In my previous post, I tried to discuss how the traditional RDBMS, while being very good at storing and tracking certain types of data and transactions, fails to provide value for others, and how graph databases are coming to the forefront of modern architectures for understanding the connected nature of stuff. Kind of funny, really, since whole books have already been written about the topic, and others have blogged about it (here), and written papers about it (here), but I guess I am just publishing my own process of working through it for myself…. 🙂
Therefore, having addressed the reasoning behind the ‘raison d’etre’ for graphy goodness, my thoughts turn toward use case. Clearly, just the fact that a wicked cool new db technology is starting to gain popularity is not enough, by itself, to displace traditional RDBMS… Graph theory and implementation will have a hard time completely replacing the prototypical use cases like a customer-order tracking system. There are plenty of discussions out there already on what NOSql databases are good for…
- 35 Use Cases for Choosing Your Next NoSQL Database
- Is NoSQL for Me…
- The business case for NoSQL
- Five Reasons to Use NoSQL
- Use Cases for Cloud Databases
BTW – you can visit http://nosql-database.org/ for an exhaustive list of NoSQL systems…
Neo4J has also listed their own use cases here: http://www.neotechnology.com/industries-and-use-cases/.
To my own mind, however, I believe that graph theory is still undervalued and as of yet not well understood… to be fair, I am still learning about it myself. Nonetheless, when I read that a graph database is only good or something like, “Rock complicated graph problems. Fast” on the High Scalability blog site above, or the handful of use cases on the Neo4J site, I am surprised that its impact on social graphing is not more self evident. Personally, I have found that “graph problems” exist everywhere, yet up until now I simply haven’t had the tools or understanding to capture them in a meaningful way.
We, as humans, understand this inherently – we are frequently confronted with the implications of our ‘network’ – the intersection of our business with our social interactions. I personally believe there is an application for graph theory throughout our lives.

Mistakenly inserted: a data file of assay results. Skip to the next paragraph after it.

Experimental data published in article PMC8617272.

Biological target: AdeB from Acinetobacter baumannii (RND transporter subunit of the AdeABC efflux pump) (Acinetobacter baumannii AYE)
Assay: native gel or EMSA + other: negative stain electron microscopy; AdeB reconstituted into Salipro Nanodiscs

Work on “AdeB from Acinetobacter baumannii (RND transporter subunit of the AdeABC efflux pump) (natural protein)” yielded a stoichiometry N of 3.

Several years ago, we developed a leak under our hot water heater. Water was leaking from all around our house, and since our house sits on a slab, with no crawl space or basement, we had no way to easily detect where the leak was. Fortunately we found a very clever plumber, who by selectively turning specific faucets in the house on and off was finally able to get a clear sound of the leak – we could literally hear it dripping from the pipes. Through his clever work , we were able to determine – through sound – that the leak was probably within a few feet of the water heater, rather than under the kitchen, near the sink or someplace else. This localized where we had to jack hammer through the slab, and prevented thousands of dollars worth of damage. Sure enough, the leak was in the hot water line, no more than a foot away from the water heater.
What’s my point? Well, the next year, when we had some elective plumbing work to accomplish, we wanted to use the same plumber – but he had moved on. It took a while for us to track him down and discover which outfit he had joined up with. We had to force the issue with the previous plumbing company, ask a bunch of friends, call a few plumbers until we ran across a plumber from another company that knew the guy, and then we were able to track him down. There’s a graph problem in there somewhere…